My friend, George, was raised in a parsonage. His father was a pastor. My father was a pastor, a parsonage was my home. At various times in George's life, he was an elementary school principal and a junior high school math teacher. I was a junior high math teacher; I was an elementary school principal. One might accurately say that George and I had things in common. One thing we did not have in common: George was a pastor in his own right in his younger days.
But our relationship was not forged in the crucible of hardscrabble living on the income of the parents; nor was it an outgrowth of professional interactions in the world of public education. Though we lived in the same town, and I knew who he was, our friendship did not really begin until the death of my first wife. I could see as we got acquainted the kind and understanding sort of man he was. Soon I had chosen to begin attendance at the church of which George was a faithful member and leader, and thus I would see George on Sundays.
Time passed by all too swiftly, as I am sure many of a certain age have noted. We both retired, and for a while life went on, so to speak. But soon enough, too soon, George's loving spouse, Harriet, began to have serious health issues. George expended all his strength and most of his energy caring for her for a long time. She eventually improved in overall health, and with a hip replacement, from which she quickly recovered, she was able to resume her life.
George was born ten years before I was, so it is hardly surprising that he began to exhibit serious physical weaknesses of his own. Heart issues, fainting and falling, and a whole litany of things I'll not relate here. I started stopping by the house, where the three of us would visit for half-hour or so. We had wonderful conversation, because we saw things in the same light on so many issues, but we were not focused on the past George's quiet demeanor, his twinkling eye and winning smile were always heart-warming. A while back, the Manloves lost a daughter-in-law, then, less than a year ago, a son died. We discussed at length a fear that all parents have, the very thing they were living, that is that parents should not outlive their children. It just doesn't seem to be natural. George and Harriet, through the hurt of the loss, were able to say, It is in the Lord's hands.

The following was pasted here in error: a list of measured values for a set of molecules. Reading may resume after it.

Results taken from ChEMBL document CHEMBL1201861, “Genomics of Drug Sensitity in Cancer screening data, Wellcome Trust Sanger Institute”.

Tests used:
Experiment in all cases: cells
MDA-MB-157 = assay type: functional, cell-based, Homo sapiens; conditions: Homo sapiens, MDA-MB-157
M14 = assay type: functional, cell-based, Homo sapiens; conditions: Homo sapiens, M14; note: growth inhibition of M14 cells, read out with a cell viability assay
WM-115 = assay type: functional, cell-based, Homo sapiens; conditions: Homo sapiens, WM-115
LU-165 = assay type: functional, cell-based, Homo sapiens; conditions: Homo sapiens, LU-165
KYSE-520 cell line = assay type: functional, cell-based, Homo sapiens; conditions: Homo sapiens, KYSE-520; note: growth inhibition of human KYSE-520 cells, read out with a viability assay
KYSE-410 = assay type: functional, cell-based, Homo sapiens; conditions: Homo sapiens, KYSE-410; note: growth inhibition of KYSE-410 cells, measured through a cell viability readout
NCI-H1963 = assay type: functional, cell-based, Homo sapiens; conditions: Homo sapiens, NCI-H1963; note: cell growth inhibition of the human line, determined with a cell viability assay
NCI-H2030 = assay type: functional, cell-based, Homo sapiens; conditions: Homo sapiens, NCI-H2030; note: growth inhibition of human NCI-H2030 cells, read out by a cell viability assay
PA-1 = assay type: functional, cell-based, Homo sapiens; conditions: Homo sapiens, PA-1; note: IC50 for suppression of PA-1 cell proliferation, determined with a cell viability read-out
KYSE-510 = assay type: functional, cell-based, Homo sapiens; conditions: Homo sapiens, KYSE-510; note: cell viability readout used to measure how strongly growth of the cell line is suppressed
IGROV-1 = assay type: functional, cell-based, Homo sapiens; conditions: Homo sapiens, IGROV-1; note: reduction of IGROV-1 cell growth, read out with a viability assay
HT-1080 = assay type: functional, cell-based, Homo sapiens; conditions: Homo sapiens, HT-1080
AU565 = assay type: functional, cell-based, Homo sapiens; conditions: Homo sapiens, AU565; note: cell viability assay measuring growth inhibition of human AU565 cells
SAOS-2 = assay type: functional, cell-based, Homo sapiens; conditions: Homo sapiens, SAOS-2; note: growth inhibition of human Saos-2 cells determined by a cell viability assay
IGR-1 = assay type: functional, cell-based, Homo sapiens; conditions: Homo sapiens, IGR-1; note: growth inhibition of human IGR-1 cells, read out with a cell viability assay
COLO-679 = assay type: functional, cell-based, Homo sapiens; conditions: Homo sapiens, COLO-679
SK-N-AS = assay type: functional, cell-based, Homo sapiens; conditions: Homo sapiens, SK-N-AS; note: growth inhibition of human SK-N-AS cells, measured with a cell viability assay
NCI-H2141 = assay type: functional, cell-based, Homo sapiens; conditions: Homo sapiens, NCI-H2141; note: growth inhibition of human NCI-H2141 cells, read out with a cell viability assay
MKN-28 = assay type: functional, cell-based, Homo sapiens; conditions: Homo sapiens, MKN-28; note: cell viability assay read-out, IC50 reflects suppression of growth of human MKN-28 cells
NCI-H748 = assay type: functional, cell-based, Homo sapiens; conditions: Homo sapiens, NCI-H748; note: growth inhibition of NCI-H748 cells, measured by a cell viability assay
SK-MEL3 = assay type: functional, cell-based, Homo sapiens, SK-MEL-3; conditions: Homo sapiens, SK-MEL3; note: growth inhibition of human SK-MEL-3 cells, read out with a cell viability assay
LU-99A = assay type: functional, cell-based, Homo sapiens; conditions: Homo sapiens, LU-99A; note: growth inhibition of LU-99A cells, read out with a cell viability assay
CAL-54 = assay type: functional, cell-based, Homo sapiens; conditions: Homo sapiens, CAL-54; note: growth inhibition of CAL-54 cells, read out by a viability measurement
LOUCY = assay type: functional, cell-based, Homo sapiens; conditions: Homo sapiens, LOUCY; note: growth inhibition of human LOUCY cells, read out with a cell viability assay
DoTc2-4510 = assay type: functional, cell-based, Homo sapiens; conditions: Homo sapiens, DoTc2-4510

As it got increasingly more difficult for George to complete an expression of his thought, Harriet would sit patiently and coach him a bit, whereupon he could complete what he wanted to say. As I was leaving the other day, Harriet said, "It is getting harder for him to remember things."
My phone rang. It was George's daughter, Patty, who called to tell me that her father had passed away. She said he had a massive heart attack and he was gone quickly.
Though I will miss him greatly, I know that George is with the Lord.
George A. Manlove 1923 - 2012 RIP